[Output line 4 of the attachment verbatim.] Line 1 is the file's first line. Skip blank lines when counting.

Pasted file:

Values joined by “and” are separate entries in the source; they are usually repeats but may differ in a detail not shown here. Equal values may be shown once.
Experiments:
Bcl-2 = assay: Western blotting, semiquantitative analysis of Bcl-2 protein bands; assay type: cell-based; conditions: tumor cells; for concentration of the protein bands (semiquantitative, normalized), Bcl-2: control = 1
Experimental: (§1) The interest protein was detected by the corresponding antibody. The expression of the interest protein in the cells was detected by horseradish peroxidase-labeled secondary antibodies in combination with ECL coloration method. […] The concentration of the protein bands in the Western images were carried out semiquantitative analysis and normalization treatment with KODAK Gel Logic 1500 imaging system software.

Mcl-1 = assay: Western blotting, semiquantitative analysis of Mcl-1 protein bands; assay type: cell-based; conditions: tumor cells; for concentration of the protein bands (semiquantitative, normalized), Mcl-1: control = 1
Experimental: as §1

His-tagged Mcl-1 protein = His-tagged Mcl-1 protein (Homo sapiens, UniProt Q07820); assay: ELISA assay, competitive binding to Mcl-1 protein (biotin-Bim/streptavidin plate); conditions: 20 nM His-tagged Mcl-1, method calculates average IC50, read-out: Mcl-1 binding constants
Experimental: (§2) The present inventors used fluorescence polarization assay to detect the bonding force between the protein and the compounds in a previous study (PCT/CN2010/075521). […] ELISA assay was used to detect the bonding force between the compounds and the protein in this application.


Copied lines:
Experimental: (§1) The interest protein was detected by the corresponding antibody. The expression of the interest protein in the cells was detected by horseradish peroxidase-labeled secondary antibodies in combination with ECL coloration method. […] The concentration of the protein bands in the Western images were carried out semiquantitative analysis and normalization treatment with KODAK Gel Logic 1500 imaging system software.